COVID-19 Update 12 July 2021
The next planned update is scheduled for next Monday.
The comparisons shown for the past “week” are from Tuesday, July 7 to Monday, July 12.
- Salem since last update: NO new cases
- Total: 2,977 confirmed cases in Salem
- Salem has less than 5 active cases. We have less than 5 active cases daily since June 28.
- 1 out of every 10 Salem residents has been infected.
- Salem’s new cases per 100K for 14 days: Rate not calculated.
- Salem’s Positivity Rate for the past 2 weeks: ZERO!
- Active cases rose by 44 to 197.
- 13 more people were admitted to the hospital because of COVID-19 this week, half as many as last week’s 26. 3 more were admitted to the ICU.
- 2 more deaths were reported since the last update.
- Total NH individuals fully vaccinated: About 55%. (See below why this isn’t stated with full confidence.)
- 15 NH residents have been identified to have the Delta variant.
On Wednesday, July 07, 2021, DHHS announced 31 new positive test results for COVID-19. Today’s results include 8 people who tested positive by PCR test and 23 who tested positive by antigen test. There are now 195 current COVID-19 cases diagnosed in New Hampshire. [New cases: Rockingham County: 3 (9.7%); Salem: 0 (0%)]
On Thursday, July 08, 2021, DHHS announced 36 new positive test results for COVID-19. Today’s results include 18 people who tested positive by PCR test and 18 who tested positive by antigen test. There are now 212 current COVID-19 cases diagnosed in New Hampshire. [Rockingham County: 5 (13.9%); Salem: 0 (0%)]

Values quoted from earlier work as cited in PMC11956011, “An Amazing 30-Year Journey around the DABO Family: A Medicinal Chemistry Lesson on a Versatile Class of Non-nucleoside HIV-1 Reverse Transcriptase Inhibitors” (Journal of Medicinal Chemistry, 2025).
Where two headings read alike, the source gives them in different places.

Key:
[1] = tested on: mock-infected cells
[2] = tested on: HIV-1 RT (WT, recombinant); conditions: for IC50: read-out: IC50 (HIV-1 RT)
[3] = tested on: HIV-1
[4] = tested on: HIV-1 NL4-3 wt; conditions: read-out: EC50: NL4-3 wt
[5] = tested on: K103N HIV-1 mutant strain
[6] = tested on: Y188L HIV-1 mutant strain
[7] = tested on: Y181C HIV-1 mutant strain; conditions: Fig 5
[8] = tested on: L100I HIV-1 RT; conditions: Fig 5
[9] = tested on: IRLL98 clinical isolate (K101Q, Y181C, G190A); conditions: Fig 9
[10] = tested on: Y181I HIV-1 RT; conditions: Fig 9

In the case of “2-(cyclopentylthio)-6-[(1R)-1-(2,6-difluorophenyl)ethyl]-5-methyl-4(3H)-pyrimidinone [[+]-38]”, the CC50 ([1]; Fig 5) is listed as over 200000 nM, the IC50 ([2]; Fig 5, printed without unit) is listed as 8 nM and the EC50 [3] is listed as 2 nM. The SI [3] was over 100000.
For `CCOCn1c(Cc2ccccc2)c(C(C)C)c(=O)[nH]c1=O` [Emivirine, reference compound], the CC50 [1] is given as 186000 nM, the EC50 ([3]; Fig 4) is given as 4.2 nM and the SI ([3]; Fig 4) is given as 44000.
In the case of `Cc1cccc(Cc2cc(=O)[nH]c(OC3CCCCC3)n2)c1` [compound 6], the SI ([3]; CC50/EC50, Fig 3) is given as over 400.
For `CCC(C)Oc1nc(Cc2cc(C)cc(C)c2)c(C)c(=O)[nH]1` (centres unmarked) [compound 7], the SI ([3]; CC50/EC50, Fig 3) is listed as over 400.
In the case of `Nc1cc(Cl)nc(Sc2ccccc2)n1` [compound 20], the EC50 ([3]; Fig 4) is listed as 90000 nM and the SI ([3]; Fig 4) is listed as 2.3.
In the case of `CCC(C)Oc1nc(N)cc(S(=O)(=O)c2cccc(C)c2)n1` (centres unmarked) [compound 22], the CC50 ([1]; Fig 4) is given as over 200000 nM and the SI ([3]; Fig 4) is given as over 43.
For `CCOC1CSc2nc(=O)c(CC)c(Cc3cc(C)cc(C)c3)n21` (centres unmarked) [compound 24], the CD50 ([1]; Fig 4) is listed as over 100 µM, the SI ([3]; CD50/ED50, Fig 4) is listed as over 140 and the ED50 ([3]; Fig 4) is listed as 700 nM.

On Friday, July 09, 2021, DHHS announced 30 new positive test results for COVID-19. Today’s results include 21 people who tested positive by PCR test and 9 who tested positive by antigen test. There are now 210 current COVID-19 cases diagnosed in New Hampshire. [Rockingham County: 6 (20%); Salem: 0 (0%)]
On Monday, July 12, 2021, DHHS announced 17 new positive test results for COVID-19 for Sunday, July 11. Today’s results include 12 people who tested positive by PCR test and 5 who tested positive by antigen test. DHHS also announced 37 cases from Friday, July 9 (23 by PCR test and 14 by antigen test), and 25 cases from Saturday, July 10 (16 by PCR test and 9 by antigen test). There are now 197 current COVID-19 cases diagnosed in New Hampshire. [Rockingham County: 21 (24.3%); Salem: 0 (0%)]
Each day, DHHS says that “Several cases are still under investigation. Additional information from ongoing investigations will be incorporated into future COVID-19 updates.” Percentages shown are % of new cases.
• • • • • • TODAY’S SUMMARY • • • • • •
- There were NO more Salem residents were diagnosed with COVID-19 this week. This leaves our total at 2,977 Salem residents who have had confirmed case of COVID-19.
- Salem’s active cases remains at somewhere between 1 and 4 total cases. We have been at this level since Tuesday, June 8, except for one day: On Friday, June 25, we crept up to 6, but came down again by the next Monday. We can’t seem to get back to zero, but we are back to where we were in late September before things skyrocketed.